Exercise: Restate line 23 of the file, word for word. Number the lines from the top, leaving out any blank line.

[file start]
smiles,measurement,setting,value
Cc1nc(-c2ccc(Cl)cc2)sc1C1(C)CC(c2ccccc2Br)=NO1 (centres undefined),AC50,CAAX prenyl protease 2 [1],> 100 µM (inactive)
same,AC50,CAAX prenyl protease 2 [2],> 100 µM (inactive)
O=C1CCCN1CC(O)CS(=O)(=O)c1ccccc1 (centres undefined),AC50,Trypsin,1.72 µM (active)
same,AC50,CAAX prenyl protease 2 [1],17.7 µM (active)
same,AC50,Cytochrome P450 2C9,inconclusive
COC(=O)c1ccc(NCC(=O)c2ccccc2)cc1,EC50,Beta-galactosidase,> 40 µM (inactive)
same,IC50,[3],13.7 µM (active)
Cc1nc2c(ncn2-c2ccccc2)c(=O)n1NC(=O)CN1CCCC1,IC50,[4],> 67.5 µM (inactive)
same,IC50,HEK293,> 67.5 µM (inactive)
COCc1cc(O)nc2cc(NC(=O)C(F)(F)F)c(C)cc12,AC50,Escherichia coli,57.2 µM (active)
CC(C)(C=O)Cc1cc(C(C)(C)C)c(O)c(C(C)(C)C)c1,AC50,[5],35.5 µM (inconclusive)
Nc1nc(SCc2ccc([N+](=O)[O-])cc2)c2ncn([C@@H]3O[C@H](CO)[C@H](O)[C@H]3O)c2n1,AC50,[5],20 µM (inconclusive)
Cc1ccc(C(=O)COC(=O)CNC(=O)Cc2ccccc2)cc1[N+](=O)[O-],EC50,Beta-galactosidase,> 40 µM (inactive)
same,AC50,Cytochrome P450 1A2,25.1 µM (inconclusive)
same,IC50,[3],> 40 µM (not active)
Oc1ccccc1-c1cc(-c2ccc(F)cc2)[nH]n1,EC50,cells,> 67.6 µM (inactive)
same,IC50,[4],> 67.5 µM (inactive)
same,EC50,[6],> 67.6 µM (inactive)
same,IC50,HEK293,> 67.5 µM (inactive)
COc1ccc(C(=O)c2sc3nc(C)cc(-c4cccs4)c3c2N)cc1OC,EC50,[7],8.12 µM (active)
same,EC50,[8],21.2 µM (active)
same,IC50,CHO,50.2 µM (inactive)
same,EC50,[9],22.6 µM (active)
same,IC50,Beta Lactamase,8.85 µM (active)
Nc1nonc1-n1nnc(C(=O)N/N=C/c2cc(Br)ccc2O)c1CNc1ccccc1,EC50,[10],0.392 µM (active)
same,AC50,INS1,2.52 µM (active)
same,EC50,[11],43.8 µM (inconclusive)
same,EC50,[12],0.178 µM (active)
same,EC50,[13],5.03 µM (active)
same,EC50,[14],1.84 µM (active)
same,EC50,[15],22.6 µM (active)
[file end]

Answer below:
same,IC50,CHO,50.2 µM (inactive)